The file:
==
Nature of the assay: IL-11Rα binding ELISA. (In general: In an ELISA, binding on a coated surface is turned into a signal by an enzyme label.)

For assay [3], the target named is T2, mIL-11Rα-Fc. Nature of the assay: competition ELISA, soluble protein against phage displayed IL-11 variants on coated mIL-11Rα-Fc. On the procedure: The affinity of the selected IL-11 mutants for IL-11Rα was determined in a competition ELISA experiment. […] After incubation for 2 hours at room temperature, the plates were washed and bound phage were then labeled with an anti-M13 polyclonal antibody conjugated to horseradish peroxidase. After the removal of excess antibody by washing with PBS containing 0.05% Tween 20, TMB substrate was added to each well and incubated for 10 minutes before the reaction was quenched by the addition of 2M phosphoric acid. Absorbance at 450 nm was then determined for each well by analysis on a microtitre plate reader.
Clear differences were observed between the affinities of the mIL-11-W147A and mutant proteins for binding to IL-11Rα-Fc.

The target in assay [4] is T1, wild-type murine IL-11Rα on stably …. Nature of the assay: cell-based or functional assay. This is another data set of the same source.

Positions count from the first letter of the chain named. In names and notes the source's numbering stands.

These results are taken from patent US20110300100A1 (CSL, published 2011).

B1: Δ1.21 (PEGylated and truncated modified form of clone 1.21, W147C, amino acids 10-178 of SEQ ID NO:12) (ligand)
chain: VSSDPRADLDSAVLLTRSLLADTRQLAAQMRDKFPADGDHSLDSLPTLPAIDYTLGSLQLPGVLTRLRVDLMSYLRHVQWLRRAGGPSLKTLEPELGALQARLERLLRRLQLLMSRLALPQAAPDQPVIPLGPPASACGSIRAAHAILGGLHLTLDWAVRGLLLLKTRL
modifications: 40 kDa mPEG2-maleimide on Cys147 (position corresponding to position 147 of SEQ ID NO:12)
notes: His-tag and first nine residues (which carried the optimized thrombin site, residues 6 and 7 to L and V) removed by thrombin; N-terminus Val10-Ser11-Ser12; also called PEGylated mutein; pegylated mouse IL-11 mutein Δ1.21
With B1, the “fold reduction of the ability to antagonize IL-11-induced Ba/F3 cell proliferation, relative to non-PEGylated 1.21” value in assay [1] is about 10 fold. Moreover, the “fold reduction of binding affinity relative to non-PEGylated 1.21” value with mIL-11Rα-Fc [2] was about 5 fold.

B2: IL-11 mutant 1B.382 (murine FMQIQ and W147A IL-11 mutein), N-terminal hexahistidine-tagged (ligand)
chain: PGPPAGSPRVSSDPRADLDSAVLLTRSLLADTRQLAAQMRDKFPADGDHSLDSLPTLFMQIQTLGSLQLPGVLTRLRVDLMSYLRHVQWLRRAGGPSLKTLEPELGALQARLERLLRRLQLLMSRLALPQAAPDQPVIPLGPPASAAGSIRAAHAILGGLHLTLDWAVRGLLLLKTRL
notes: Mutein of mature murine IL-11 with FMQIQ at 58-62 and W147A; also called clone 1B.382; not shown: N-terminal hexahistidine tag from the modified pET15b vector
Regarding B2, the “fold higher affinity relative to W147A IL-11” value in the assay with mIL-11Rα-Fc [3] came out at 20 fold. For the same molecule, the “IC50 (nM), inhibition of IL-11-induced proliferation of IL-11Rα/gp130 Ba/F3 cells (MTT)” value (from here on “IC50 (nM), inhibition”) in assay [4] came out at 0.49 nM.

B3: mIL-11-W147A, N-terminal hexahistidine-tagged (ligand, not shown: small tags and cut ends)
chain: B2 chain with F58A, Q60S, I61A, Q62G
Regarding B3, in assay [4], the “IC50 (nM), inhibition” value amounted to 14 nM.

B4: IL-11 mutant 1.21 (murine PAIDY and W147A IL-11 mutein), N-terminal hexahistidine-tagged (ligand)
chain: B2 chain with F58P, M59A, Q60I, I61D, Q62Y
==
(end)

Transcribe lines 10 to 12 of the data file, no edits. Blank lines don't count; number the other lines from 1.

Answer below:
notes: His-tag and first nine residues (which carried the optimized thrombin site, residues 6 and 7 to L and V) removed by thrombin; N-terminus Val10-Ser11-Ser12; also called PEGylated mutein; pegylated mouse IL-11 mutein Δ1.21
With B1, the “fold reduction of the ability to antagonize IL-11-induced Ba/F3 cell proliferation, relative to non-PEGylated 1.21” value in assay [1] is about 10 fold. Moreover, the “fold reduction of binding affinity relative to non-PEGylated 1.21” value with mIL-11Rα-Fc [2] was about 5 fold.

B2: IL-11 mutant 1B.382 (murine FMQIQ and W147A IL-11 mutein), N-terminal hexahistidine-tagged (ligand)